People cutting carrots, cabbage, and other vegetables on a cutting board

#YBEKIND to Your Heart?

Your heart is perhaps the most important muscle in your body. If your heart is not functioning properly, the organs in your body are not getting the proper amount of oxygen they need to function at their fullest. That’s their nutrition! And by supplying your body and your heart with foods that are healthful, your heart will pump rich, oxygenated blood through your veins and to the organs that help our bodies to function at peak performance.

We have been told many times that eating certain foods can increase our risk for heart disease. Did you know that eating other foods may help to reduce your risk? I know it can be a challenge to change your eating habits, but when it comes to your heart and your overall health, it’s worth it, whether you have been eating “unhealthy” for years or you simply want to give your diet a minor tune up. Keeping your heart healthy may add years to your life. Knowing what to eat more of and what to limit will get you well on the way to a heart healthy diet.

Here are some tips to help you get on the road to better heart health.

1. Control your portion size

How much you eat is just as important as what you eat.

Use a small plate or bowl to help control your portions. Eat larger portions of nutrient-dense foods, such as fruits and vegetables, and smaller portions of high-sodium foods, such as refined, processed or fast foods. This strategy can help you to slim down your waistline and help your heart to function more efficiently.

Did you know that the proper serving size for pasta is only ½ cup while the serving size for meat, fish, or chicken is about 3 ounces?

2. Eat more vegetables and fruits

Vegetables and fruits are good sources of vitamins, minerals, and nutrients. They are also low in calories and rich in dietary fiber. Nutrients found in plants may help prevent cardiovascular disease. Eating more nutrient-dense foods may help you eat less high-fat foods, such as meats, cheeses, and snack foods. They tend to fill you up more and give your body the fiber that it needs.

Did you know that studies have shown if you keep fresh fruits and vegetables washed and cut in your refrigerator or on your countertop you are more likely to reach for that than you are for a high fat, high sugar snack?

Try to choose recipes that have vegetables or fruits as their main ingredients. You can find recipes like this on the YMCA of Central Florida recipe page.

3. Select more whole grains

Whole grains are great sources of fiber and other nutrients that help regulate blood pressure, cholesterol, and overall heart health. It’s easy to increase the amounts of whole grains by just substituting them for the non-whole grains you already use. For example, you can use whole grain pasta for white pasta or 7-grain bread for your typical white wheat.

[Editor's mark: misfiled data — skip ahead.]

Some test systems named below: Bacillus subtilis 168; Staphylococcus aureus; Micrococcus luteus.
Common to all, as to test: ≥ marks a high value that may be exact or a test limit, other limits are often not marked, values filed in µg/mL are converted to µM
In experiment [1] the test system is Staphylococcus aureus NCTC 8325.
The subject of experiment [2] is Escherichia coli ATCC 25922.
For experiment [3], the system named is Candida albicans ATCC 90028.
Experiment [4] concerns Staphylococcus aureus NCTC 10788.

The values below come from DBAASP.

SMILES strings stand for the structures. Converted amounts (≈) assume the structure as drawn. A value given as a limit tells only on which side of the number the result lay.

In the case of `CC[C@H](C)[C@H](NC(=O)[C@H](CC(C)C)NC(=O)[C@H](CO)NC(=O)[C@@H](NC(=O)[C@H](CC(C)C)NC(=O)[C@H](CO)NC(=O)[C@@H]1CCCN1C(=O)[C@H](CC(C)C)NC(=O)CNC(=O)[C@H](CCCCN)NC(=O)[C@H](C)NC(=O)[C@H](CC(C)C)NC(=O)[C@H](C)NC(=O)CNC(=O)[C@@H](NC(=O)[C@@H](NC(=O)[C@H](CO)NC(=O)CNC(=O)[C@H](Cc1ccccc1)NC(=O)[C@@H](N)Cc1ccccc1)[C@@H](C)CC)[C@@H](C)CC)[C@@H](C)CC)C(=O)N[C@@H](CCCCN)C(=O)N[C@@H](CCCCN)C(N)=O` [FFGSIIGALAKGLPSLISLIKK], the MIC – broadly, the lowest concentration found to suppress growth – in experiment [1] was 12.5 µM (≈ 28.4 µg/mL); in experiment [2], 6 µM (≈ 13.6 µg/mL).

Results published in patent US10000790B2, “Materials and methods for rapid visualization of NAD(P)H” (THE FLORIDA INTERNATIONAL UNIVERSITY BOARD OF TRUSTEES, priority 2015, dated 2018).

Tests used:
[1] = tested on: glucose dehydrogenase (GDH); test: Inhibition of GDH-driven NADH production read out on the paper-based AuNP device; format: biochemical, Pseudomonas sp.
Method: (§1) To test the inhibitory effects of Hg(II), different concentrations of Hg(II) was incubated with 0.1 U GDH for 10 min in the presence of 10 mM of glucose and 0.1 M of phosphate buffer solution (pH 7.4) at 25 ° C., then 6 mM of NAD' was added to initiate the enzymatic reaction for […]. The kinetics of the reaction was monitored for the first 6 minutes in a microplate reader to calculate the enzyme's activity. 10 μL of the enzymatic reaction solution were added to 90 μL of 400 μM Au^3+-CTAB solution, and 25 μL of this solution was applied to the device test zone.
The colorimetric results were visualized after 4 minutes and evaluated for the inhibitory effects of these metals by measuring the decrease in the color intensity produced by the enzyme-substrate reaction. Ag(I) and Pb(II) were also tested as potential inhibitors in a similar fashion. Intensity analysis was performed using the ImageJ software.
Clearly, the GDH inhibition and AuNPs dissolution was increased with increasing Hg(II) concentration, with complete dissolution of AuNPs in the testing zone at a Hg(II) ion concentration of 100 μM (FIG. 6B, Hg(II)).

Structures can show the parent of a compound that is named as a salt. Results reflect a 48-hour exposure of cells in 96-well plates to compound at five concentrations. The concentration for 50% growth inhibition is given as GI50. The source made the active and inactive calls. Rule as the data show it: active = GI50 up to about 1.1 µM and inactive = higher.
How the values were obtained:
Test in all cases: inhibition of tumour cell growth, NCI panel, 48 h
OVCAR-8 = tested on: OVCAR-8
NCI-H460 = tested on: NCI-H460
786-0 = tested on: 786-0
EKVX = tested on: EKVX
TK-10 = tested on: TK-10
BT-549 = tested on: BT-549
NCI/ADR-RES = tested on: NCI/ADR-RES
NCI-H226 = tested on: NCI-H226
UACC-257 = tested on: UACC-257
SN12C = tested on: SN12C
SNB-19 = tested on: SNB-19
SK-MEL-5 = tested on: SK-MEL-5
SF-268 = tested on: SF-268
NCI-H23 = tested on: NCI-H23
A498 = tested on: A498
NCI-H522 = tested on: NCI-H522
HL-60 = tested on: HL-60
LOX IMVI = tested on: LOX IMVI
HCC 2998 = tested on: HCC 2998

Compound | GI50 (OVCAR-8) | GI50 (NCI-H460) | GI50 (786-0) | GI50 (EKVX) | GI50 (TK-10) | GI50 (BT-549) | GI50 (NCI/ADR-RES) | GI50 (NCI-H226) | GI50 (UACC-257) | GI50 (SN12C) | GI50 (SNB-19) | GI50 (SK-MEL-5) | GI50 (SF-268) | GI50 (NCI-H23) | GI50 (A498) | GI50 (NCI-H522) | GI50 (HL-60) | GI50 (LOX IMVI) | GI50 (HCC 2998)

Did you know that whole-grain pasta is an excellent source of B vitamins, and iron? The most common whole-grain pastas are made from whole wheat, brown rice or buckwheat.

4. Limit unhealthy fats

Limiting how much saturated and trans fats you eat is an important step to reduce your blood cholesterol and lower your risk of coronary artery disease. A high blood cholesterol level can lead to a buildup of plaques in your arteries, which can increase your risk of heart attack and stroke.

Did you know that The American Heart Association offers these guidelines for how much fat to include in a heart-healthy diet?

5. Choose low-fat protein sources

What are some of the best sources of low-fat protein? Fish poultry and lean cuts of meat, low-fat dairy products, and eggs. Make sure you choose lower fat options, such as skim milk rather than whole milk and skinless chicken breasts, grilled or baked fish rather than say, fried chicken or fried fish. Legumes such as beans, peas and lentils are also good sources of protein and contain less fat and no cholesterol, making them great substitutes for meat.

Did you know that fish is an excellent alternative to high-fat meats? Certain types of fish are rich in omega-3 fatty acids, which can lower blood fats better known as triglycerides. You'll find the highest amounts of omega-3 fatty acids in cold-water fish, such as salmon, mackerel and herring. Other good sources of the amazing omega-3 fatty acids include flaxseed, walnuts, soybeans and canola oil.

6. Reduce the sodium in your food

High levels of sodium can contribute to high blood pressure, which is a risk factor for cardiovascular disease. Reducing your sodium intake is an important part of a heart-healthy diet.
Reducing the amount of salt you add to your food is a good first step. However, much of the salt we eat comes from canned or processed foods. Eating fresh foods and making your own soups and stews can reduce the amount of salt intake. Try substituting fresh herbs and spices in your food to add flavor.

Did you know that adults should have no more than 2,300 milligrams (mg) of sodium a day? That’s equal to about a teaspoon of salt.

7. Plan ahead: Create daily menus

Create daily menus using the strategies above. Remember to emphasize vegetables, fruits and whole grains. Choose lean protein sources, healthy fats, and limit salty foods. Check your portion sizes and add variety to your food choices.

Did you know that planning out your meals and snacks will help you to eat better and live a healthier life?

By: Gary Appelsies – Director of Healthy Eating YMCA of Central Florida